In Part 1 we learned that what is commonly known as an ''insurance policy'' is actually a collection of mix-and-match boilerplate documents known as 'policy forms'. The insurance company asssembles these, staples them together and thats your policy. Your next door neighbor might have the same company but different documents making up their policy. Generally the exact content of the policy depends on where you live and what coverages you personally purchased.
In Part 2 we delved a bit into how policy forms come into being, how they are named and other fascinating details (OK it was pretty dry... but we needed the details to set up a payoff later in this series).
Now its time to look at an actual example of a policy - breaking it out into its collection of forms - so you can see how the policy is constructed. Once thats done you'll be able to click on links for each form and we'll break down what is happening and what is being said in each. We will use the industry-standard ISO forms (we covered what that was in Part 2). You will be able to take your own forms and compare them to the generic standard...
In fact, thats where the real benefit is to this dreary exercise: Some car insurance companies write up their own custom forms. You could find gaps or unusual restrictions that you would never have guessed existed, had you not been able to look at a benchmark for comparison.In order, these are the forms in the forms list (seen here and described in Part 1):
|Get the Form (pdf)||Form Name||What is it?|
|PC01230611||This is the Declarations Page, which was described already in Part 1.|
|PP00010105|| This is the Personal Auto Policy form. This is the core of your insurance policy. All other forms extend or restrict the coverages given in this form. This is the actual ISO policy form and the benchmark standard for most U.S. states.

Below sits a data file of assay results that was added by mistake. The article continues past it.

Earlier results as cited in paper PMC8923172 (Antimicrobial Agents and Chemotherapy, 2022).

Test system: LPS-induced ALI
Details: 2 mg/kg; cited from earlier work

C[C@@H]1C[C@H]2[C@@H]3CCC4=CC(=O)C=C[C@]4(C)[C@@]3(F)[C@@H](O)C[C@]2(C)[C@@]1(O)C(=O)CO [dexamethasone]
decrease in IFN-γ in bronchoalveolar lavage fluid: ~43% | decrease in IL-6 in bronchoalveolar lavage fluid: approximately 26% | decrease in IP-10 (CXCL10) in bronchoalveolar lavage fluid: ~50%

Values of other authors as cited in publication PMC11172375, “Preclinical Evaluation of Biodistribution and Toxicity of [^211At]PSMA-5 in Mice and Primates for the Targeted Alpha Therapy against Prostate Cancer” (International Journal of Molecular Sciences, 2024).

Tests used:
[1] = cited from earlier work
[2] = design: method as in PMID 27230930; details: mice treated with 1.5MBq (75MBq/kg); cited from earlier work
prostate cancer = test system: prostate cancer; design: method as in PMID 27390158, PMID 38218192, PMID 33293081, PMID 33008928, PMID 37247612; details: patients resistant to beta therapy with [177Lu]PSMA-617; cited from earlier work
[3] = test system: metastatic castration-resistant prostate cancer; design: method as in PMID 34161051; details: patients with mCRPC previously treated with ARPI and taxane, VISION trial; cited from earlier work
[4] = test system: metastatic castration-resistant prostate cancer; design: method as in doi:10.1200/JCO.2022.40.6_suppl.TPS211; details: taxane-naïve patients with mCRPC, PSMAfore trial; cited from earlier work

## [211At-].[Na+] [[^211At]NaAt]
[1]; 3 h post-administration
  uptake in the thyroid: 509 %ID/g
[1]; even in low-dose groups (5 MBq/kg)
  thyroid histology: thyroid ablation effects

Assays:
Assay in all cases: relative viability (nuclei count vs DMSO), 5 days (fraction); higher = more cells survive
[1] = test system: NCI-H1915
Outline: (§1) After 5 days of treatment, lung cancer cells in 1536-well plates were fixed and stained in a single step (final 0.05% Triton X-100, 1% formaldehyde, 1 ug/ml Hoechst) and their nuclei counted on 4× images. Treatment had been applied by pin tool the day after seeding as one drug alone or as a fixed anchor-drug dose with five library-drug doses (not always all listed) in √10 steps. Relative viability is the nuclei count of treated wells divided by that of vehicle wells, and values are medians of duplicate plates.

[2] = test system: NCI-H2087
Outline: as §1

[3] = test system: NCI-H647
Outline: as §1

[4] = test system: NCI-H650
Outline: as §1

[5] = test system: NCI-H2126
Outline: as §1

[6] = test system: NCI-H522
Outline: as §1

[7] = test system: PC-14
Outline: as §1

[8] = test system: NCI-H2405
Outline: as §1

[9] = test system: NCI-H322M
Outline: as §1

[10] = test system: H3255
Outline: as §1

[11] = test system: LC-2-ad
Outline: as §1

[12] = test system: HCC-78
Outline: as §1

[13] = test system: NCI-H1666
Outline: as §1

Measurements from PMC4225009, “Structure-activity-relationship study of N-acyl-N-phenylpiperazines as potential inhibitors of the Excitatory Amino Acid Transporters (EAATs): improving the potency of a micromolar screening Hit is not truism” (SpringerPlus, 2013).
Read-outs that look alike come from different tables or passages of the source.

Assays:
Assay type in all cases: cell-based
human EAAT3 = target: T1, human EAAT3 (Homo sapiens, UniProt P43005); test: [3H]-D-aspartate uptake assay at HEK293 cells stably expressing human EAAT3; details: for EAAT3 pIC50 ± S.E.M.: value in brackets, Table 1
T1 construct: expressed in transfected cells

|PP01691107|| This is the Amendment of Policy Provisions for the State of California. Most states have one of these. the contents of this form encompass the changes that the State of California Department of Insurance requires insofar as deviations from the generic policy form are concerned. |
|PP04870805|| This is the Uninsured Motorists Coverage endorsement for the State of California. The California Department of Insurance mandates that this form replaces the Uninsured Motorist section found in the Personal Auto Policy form above. |
|CV90110209|| This is the Collector Vehicle Specified Coverage Ensdorsement. This endorsement spells out all the ways this collector policy is different from generic coverage. If you want to know how a classic car insurance policy is different from a standard car insurance policy, this will give you an inside look under the hood at the specifics. If you have a regular car insurance policy ignore this form. |
|PP13011299|| The Coverage For Damage to Your Auto Exclusion Endorsement. The title is almost longer than the text on the page. If we tried to explain it here there wouldn't be anything left to say on the article dedicated to it. |
|PCIDCA0611||In our example/dummy policy, this is the insurance ID card. We didn't make up an ID card for these articles, and they aren't difficult to read or understand. So we'll just say: Make sure your ID card is on your forms list ... and that you have an ID card in the first place.|